The Wondrous Book of Beliefs

Margaret - Sugar Land, Texas
Entered on January 17, 2009

The world can be one big, confusing, never-ending book. Each page can entrance, frighten, or pain readers with their wonders. Many have a page or two marked; finding something they truly believe in. I have found passages that speak to me. I believe today’s people are too grown up, live too fast, and too afraid to show their colors to the world.

People on this earth live far too swiftly. It seems no one appreciates life as it is anymore. According to schooldigger.com, Clements High, my high school, is ranked sixteenth out of 1,287 public schools in Texas. Needless to say, we have countless assiduous students who care about their academic career. However, so many of them are lifeless homework zombies. They don’t go out with friends, unless with a study group, and spend their entire weekends studying. It may get them into the top ten percent, but when colleges see that applicants have almost no social life, they lose interest in what the students have to offer. People, especially the study-bots, need a prescription for chill pills. Childhood is said to be the best years of someone’s life, and I intend to extend that time as far as possible.

A problem I’ve seen, though, is that people lose their inner child too soon. Angel Man taught me something I’ll never forget. He sits on street corners in San Francisco wearing a heavy silver suit and hands out hugs and high-fives, and he always says, “Never let go of your inner child.” In a way, Angel Man really is fighting the plague of growing up too fast. My father stopped watching cartoons when he was seven years old, when most other boys continued to watch Bugs Bunny and Scooby Doo. Forty-three years later, his eighteen-year-old daughter eats Fruit Loops and watches Thundercats for hours. He nags me about it, always saying I should watch something my own age. Something my own age is The OC or One Tree Hill; soaps about high school and how dramatic it is. They’re very mediocre in my opinion. So, I ignore someone who says “grow up.” Adults are boring.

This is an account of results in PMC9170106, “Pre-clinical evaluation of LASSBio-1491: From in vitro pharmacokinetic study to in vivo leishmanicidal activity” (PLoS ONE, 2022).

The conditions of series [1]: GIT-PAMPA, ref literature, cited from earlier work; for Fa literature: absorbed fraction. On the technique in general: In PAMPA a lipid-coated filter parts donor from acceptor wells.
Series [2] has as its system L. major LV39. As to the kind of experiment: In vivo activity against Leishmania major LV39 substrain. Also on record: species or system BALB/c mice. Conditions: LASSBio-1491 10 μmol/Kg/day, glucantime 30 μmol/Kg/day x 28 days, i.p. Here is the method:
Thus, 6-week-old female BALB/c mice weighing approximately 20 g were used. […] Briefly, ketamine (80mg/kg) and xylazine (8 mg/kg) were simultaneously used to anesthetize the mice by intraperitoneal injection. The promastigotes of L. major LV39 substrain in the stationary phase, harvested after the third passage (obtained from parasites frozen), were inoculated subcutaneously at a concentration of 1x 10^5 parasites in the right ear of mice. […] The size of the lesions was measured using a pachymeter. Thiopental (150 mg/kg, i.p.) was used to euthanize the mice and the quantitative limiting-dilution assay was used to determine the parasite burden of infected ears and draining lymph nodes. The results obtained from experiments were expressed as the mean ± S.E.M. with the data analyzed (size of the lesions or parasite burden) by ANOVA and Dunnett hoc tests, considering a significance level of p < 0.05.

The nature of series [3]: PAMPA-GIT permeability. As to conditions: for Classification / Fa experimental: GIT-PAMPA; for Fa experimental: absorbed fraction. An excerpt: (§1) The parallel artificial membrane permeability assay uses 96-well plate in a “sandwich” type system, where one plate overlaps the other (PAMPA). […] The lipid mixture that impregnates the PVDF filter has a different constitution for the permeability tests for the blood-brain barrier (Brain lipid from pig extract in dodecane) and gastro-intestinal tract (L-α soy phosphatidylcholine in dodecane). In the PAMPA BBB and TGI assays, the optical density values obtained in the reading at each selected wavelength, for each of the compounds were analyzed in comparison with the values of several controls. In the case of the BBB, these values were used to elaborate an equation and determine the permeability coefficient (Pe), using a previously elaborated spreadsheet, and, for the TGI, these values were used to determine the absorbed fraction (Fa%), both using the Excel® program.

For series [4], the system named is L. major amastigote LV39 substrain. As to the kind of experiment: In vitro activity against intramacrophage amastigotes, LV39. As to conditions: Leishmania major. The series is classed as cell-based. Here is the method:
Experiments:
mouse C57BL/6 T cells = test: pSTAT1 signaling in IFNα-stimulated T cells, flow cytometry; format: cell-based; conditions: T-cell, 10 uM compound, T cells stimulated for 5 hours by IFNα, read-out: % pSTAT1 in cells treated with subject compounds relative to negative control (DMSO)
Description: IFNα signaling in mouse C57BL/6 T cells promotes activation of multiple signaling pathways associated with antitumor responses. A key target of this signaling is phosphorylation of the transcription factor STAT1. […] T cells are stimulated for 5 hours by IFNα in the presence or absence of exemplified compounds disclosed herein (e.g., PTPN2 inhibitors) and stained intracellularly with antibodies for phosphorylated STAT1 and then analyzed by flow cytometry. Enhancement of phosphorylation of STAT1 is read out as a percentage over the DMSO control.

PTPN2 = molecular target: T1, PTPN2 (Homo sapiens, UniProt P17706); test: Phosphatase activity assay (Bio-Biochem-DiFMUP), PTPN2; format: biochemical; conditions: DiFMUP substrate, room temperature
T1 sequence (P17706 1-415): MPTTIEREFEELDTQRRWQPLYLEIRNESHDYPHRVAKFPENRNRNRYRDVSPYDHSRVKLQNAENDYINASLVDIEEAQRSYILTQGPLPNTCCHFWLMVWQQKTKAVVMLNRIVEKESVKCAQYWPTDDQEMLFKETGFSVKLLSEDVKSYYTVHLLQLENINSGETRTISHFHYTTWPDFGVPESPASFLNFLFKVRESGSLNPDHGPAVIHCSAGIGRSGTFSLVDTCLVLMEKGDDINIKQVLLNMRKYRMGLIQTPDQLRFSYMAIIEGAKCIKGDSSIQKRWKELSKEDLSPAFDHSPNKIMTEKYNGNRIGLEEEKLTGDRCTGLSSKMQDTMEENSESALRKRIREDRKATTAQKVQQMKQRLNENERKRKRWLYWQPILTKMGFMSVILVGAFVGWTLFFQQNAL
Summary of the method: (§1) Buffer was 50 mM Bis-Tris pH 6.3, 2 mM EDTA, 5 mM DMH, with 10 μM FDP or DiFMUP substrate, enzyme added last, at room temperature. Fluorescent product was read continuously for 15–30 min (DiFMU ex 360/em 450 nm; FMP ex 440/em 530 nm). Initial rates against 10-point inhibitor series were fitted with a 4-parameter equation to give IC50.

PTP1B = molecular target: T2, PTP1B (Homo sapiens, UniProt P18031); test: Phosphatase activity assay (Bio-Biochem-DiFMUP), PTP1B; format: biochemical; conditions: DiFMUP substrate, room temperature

I don’t think others seem to live their own life. I remember walking into math class wearing a top hat. A classmate approached my desk and asked, “So, do you, like, dress up as a different character every day, or something?” I replied, “The only character I dress up as is I.” I explained to her that I simply dress to fit my mood. Then she said, “Wow, that’s so cool. I’d never be able to do that.” I don’t understand why. How can you not dress or express yourself as you want? Sure, the media says this is in style and everyone is wearing that, but I believe it’s tedious and tiresome.

In the big book of life, I have found my pages. No one ever made me mark passages I didn’t want to, and I don’t plan on changing that, no matter what.